The exhibition “Anni Albers” showcases a remarkable artist who created her formidable and multifaceted oeuvre mainly at the weaving loom. Anni Albers (1899–1994) studied during the 1920s at the innovative Bauhaus School in Weimar and Dessau, whose teachers included Paul Klee and Wassily Kandinsky, along with her husband Josef Albers. After emigrating to the United States, she taught at Black Mountain College, a unique place of learning where artistic and scientific disciplines reinforced one another. The exhibition is being organized by the Kunstsammlung Nordrhein-Westfalen, Düsseldorf, and the Tate Modern, London.
While her woven images – characterized by textile structures, subtle coloration, and an abstract formal language – are intended for visual contemplation, her room dividers, carpets, and curtain material are meant to be used. Along with her numerous textile patterns and designs, they illustrate Albers’ intensive preoccupation with intricate woven structures and innovative fibers. A selection of works commissioned by architects testifies to her sustained interest in a dialogue between architecture and textile art. In addition, diverse materials, along with texts by Albers the author, illustrate the history and the possibilities of weaving while visualizing – with reference to pre-Columbian textiles from the collection of Josef and Anni Albers – her idea of woven thread as constituting a kind of universal language.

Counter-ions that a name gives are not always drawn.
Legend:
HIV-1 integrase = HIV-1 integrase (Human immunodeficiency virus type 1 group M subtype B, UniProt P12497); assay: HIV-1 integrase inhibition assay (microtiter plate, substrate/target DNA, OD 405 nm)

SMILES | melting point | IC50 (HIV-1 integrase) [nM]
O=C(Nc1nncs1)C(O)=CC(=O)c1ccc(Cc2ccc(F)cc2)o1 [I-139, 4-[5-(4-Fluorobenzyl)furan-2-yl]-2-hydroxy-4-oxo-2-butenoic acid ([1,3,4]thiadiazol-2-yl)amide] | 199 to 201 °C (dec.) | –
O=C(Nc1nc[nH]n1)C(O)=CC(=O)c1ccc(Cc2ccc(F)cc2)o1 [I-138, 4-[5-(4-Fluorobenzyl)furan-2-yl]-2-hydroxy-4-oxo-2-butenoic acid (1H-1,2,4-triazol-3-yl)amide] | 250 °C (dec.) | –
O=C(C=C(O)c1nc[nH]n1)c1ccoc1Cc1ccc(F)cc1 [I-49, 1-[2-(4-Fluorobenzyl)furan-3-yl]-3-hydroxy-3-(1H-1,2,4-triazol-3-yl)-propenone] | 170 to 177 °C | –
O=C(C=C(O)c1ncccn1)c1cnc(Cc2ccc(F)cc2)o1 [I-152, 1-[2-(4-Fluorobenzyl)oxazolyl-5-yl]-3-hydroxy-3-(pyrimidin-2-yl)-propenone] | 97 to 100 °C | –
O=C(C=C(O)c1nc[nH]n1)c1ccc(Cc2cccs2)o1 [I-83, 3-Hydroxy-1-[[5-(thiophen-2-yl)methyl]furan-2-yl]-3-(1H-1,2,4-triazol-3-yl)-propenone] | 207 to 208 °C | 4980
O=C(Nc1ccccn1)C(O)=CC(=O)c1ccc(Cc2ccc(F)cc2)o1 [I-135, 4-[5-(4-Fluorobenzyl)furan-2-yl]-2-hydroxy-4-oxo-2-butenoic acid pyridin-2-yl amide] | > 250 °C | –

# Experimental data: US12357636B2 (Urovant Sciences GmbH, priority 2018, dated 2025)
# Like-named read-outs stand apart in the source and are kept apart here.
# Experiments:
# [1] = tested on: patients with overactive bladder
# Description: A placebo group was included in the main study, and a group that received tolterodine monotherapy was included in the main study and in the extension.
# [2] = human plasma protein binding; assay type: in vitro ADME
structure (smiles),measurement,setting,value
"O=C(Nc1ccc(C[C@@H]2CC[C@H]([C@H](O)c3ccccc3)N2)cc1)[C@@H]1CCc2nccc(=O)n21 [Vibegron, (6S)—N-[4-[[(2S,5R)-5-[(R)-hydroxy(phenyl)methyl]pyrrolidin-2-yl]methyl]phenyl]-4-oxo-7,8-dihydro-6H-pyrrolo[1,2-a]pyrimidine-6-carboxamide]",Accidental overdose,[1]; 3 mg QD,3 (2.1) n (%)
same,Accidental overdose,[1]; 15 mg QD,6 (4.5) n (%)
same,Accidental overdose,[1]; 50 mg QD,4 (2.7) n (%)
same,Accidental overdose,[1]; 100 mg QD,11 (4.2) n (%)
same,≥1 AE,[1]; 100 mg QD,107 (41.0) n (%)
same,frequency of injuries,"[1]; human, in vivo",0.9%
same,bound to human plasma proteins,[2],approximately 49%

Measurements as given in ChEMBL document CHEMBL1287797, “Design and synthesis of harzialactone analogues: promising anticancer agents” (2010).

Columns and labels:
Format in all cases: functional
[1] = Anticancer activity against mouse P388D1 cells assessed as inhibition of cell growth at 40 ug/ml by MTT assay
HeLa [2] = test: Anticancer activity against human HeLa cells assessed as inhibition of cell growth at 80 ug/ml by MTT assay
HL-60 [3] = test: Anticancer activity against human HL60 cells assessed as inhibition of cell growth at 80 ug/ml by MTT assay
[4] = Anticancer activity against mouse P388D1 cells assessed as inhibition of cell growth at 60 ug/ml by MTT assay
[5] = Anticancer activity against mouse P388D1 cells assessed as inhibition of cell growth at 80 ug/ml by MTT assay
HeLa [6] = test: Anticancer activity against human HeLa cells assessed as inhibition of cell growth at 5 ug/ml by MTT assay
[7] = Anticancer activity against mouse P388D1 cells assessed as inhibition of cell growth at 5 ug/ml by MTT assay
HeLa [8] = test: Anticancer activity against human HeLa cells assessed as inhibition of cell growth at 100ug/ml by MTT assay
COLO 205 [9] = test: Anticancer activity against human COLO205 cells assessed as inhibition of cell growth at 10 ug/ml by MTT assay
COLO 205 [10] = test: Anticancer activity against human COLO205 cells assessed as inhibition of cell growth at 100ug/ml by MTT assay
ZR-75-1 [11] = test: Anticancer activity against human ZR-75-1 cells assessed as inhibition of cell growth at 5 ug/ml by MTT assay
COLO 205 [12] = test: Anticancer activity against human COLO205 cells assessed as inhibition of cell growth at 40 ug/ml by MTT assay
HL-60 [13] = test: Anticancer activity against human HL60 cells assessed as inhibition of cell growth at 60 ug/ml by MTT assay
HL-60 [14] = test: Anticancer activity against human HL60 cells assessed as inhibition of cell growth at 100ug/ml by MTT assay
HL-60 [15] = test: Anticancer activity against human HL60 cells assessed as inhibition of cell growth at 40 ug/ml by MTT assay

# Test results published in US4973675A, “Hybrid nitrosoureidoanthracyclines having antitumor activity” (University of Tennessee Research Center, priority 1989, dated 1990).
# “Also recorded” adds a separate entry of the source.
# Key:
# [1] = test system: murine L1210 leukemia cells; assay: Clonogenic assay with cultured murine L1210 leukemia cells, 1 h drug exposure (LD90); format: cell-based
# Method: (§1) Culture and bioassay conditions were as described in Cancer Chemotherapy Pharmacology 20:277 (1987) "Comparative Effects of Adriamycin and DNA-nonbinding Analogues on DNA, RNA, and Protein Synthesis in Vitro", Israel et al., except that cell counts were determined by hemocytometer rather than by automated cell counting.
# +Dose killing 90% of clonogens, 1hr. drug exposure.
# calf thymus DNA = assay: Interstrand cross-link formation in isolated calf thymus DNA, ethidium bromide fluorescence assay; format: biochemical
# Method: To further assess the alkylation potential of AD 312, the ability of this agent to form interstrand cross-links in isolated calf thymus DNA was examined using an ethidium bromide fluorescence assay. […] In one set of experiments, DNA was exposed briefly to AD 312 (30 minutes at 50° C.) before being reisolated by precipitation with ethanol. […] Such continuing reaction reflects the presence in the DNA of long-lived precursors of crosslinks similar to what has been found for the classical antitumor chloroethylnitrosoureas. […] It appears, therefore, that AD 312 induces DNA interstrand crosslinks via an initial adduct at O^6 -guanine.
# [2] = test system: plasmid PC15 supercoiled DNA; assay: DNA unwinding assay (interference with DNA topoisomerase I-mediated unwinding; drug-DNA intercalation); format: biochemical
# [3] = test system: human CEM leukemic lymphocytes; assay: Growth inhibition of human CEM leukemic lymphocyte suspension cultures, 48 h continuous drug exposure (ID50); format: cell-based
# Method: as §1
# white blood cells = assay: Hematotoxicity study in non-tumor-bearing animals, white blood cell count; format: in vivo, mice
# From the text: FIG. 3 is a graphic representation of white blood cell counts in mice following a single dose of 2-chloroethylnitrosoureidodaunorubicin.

This encounter with the remarkable diversity of her achievement will inspire a renewed appreciation for Anni Albers’ singular contribution to modernism and her sustained influence on both art and design
The exhibition is accompanied by an extensive and richly illustrated catalog with contributions by the editors and curators Ann Coxon, Briony Fer and Maria Müller-Schareck as well as texts of Brenda Danilowitz, Magdalena Droste, Nicholas Fox Weber, Maria Minera, Priyesh Mistry, Jennifer Reynolds-Kaye and T’ai Smith.
Tate Publishing / Hirmer publishing company of Munich, 192 pages, 36,00 Euro. The exhibition is being organized by the Kunstsammlung Nordrhein-Westfalen, Düsseldorf, and the Tate Modern, London. K20 Grabbeplatz.